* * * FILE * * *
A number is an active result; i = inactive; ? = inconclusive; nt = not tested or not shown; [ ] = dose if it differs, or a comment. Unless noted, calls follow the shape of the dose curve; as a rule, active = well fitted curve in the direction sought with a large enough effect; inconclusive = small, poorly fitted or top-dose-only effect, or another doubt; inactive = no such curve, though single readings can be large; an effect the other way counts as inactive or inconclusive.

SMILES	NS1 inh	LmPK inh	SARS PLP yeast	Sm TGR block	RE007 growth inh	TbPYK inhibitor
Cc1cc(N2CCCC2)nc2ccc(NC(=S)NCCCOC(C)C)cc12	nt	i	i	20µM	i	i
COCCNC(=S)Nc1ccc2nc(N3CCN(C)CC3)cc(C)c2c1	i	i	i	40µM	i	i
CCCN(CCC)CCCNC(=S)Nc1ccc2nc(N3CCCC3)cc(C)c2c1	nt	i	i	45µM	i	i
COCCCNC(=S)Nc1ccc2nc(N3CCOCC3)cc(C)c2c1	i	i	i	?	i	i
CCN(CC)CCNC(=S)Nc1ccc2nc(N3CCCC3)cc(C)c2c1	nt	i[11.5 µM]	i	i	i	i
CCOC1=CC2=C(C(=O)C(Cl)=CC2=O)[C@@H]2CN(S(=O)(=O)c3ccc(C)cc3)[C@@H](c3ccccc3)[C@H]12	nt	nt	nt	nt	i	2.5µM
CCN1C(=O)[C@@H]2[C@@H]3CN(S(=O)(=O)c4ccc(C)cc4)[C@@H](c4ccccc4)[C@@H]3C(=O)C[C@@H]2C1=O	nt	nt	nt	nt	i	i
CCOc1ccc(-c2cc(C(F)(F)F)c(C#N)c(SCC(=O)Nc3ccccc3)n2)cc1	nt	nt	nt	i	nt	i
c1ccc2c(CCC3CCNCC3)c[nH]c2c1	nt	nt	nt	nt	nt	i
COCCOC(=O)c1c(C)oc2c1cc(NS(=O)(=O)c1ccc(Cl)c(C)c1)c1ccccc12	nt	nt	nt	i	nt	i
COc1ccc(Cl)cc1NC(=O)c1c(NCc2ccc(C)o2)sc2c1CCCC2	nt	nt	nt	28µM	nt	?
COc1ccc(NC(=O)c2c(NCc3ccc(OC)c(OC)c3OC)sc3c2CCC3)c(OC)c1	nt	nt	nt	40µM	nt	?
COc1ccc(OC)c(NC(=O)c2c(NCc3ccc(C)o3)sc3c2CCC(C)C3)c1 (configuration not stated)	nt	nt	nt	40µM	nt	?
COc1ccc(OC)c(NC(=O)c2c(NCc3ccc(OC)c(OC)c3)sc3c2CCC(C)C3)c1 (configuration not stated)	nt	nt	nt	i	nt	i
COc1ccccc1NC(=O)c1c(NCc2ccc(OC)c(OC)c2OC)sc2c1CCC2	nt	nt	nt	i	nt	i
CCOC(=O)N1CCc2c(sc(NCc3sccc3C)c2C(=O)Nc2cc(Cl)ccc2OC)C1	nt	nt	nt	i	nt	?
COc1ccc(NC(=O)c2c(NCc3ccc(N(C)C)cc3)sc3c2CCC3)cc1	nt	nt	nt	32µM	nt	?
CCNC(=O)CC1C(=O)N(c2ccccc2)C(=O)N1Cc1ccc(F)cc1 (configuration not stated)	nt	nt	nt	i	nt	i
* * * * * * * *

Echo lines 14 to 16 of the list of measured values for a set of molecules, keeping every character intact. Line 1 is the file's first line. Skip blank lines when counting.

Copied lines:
COc1ccc(NC(=O)c2c(NCc3ccc(OC)c(OC)c3OC)sc3c2CCC3)c(OC)c1	nt	nt	nt	40µM	nt	?
COc1ccc(OC)c(NC(=O)c2c(NCc3ccc(C)o3)sc3c2CCC(C)C3)c1 (configuration not stated)	nt	nt	nt	40µM	nt	?
COc1ccc(OC)c(NC(=O)c2c(NCc3ccc(OC)c(OC)c3)sc3c2CCC(C)C3)c1 (configuration not stated)	nt	nt	nt	i	nt	i